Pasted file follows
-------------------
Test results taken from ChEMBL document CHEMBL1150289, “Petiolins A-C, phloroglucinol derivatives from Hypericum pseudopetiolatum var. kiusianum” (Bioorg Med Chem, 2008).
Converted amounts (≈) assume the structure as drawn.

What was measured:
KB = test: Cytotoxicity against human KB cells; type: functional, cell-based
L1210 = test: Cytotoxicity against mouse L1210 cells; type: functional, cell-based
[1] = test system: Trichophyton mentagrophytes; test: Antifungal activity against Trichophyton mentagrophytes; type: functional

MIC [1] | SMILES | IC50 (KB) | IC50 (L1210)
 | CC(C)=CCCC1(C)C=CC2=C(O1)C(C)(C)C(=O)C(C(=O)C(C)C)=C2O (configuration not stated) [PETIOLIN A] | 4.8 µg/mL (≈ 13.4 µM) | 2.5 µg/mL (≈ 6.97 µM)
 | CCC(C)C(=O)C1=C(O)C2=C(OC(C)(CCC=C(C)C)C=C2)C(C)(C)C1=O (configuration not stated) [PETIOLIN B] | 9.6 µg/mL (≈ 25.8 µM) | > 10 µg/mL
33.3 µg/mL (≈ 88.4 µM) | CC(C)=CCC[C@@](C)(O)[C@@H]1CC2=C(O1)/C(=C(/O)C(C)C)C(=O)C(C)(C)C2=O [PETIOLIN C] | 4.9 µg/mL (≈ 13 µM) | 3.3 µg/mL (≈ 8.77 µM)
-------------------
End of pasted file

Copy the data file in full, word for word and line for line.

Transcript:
Test results taken from ChEMBL document CHEMBL1150289, “Petiolins A-C, phloroglucinol derivatives from Hypericum pseudopetiolatum var. kiusianum” (Bioorg Med Chem, 2008).
Converted amounts (≈) assume the structure as drawn.

What was measured:
KB = test: Cytotoxicity against human KB cells; type: functional, cell-based
L1210 = test: Cytotoxicity against mouse L1210 cells; type: functional, cell-based
[1] = test system: Trichophyton mentagrophytes; test: Antifungal activity against Trichophyton mentagrophytes; type: functional

MIC [1] | SMILES | IC50 (KB) | IC50 (L1210)
 | CC(C)=CCCC1(C)C=CC2=C(O1)C(C)(C)C(=O)C(C(=O)C(C)C)=C2O (configuration not stated) [PETIOLIN A] | 4.8 µg/mL (≈ 13.4 µM) | 2.5 µg/mL (≈ 6.97 µM)
 | CCC(C)C(=O)C1=C(O)C2=C(OC(C)(CCC=C(C)C)C=C2)C(C)(C)C1=O (configuration not stated) [PETIOLIN B] | 9.6 µg/mL (≈ 25.8 µM) | > 10 µg/mL
33.3 µg/mL (≈ 88.4 µM) | CC(C)=CCC[C@@](C)(O)[C@@H]1CC2=C(O1)/C(=C(/O)C(C)C)C(=O)C(C)(C)C2=O [PETIOLIN C] | 4.9 µg/mL (≈ 13 µM) | 3.3 µg/mL (≈ 8.77 µM)